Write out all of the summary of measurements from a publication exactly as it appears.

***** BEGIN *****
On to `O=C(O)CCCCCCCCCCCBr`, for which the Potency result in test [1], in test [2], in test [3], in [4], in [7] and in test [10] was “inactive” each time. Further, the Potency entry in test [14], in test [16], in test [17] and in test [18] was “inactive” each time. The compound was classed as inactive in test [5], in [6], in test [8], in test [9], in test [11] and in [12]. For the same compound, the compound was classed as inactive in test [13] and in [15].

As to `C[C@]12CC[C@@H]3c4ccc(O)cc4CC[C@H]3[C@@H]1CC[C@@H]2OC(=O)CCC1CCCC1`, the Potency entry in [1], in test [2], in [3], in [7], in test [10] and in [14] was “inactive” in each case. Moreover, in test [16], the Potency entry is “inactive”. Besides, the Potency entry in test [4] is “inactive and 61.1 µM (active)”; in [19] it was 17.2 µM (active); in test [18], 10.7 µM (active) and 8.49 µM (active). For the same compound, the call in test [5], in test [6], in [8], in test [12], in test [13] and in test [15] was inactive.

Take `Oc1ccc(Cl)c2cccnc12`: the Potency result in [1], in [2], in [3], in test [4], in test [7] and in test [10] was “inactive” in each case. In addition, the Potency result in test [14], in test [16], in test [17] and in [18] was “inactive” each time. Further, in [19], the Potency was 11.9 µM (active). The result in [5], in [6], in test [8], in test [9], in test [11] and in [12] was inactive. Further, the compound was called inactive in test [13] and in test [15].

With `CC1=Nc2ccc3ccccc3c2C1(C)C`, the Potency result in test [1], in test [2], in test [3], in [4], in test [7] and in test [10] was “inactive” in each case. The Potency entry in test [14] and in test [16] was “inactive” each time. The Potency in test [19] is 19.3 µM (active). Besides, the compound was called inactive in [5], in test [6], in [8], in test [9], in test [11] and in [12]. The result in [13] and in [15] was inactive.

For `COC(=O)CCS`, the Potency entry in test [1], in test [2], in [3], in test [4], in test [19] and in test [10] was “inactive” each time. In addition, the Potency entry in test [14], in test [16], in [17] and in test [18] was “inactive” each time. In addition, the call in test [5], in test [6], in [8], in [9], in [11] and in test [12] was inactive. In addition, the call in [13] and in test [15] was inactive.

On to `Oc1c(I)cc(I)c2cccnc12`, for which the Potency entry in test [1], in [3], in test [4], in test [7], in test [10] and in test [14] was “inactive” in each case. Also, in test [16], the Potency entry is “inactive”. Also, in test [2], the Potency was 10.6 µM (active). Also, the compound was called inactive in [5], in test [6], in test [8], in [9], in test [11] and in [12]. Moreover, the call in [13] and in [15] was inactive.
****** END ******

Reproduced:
On to `O=C(O)CCCCCCCCCCCBr`, for which the Potency result in test [1], in test [2], in test [3], in [4], in [7] and in test [10] was “inactive” each time. Further, the Potency entry in test [14], in test [16], in test [17] and in test [18] was “inactive” each time. The compound was classed as inactive in test [5], in [6], in test [8], in test [9], in test [11] and in [12]. For the same compound, the compound was classed as inactive in test [13] and in [15].

As to `C[C@]12CC[C@@H]3c4ccc(O)cc4CC[C@H]3[C@@H]1CC[C@@H]2OC(=O)CCC1CCCC1`, the Potency entry in [1], in test [2], in [3], in [7], in test [10] and in [14] was “inactive” in each case. Moreover, in test [16], the Potency entry is “inactive”. Besides, the Potency entry in test [4] is “inactive and 61.1 µM (active)”; in [19] it was 17.2 µM (active); in test [18], 10.7 µM (active) and 8.49 µM (active). For the same compound, the call in test [5], in test [6], in [8], in test [12], in test [13] and in test [15] was inactive.

Take `Oc1ccc(Cl)c2cccnc12`: the Potency result in [1], in [2], in [3], in test [4], in test [7] and in test [10] was “inactive” in each case. In addition, the Potency result in test [14], in test [16], in test [17] and in [18] was “inactive” each time. Further, in [19], the Potency was 11.9 µM (active). The result in [5], in [6], in test [8], in test [9], in test [11] and in [12] was inactive. Further, the compound was called inactive in test [13] and in test [15].

With `CC1=Nc2ccc3ccccc3c2C1(C)C`, the Potency result in test [1], in test [2], in test [3], in [4], in test [7] and in test [10] was “inactive” in each case. The Potency entry in test [14] and in test [16] was “inactive” each time. The Potency in test [19] is 19.3 µM (active). Besides, the compound was called inactive in [5], in test [6], in [8], in test [9], in test [11] and in [12]. The result in [13] and in [15] was inactive.

For `COC(=O)CCS`, the Potency entry in test [1], in test [2], in [3], in test [4], in test [19] and in test [10] was “inactive” each time. In addition, the Potency entry in test [14], in test [16], in [17] and in test [18] was “inactive” each time. In addition, the call in test [5], in test [6], in [8], in [9], in [11] and in test [12] was inactive. In addition, the call in [13] and in test [15] was inactive.

On to `Oc1c(I)cc(I)c2cccnc12`, for which the Potency entry in test [1], in [3], in test [4], in test [7], in test [10] and in test [14] was “inactive” in each case. Also, in test [16], the Potency entry is “inactive”. Also, in test [2], the Potency was 10.6 µM (active). Also, the compound was called inactive in [5], in test [6], in test [8], in [9], in test [11] and in [12]. Moreover, the call in [13] and in [15] was inactive.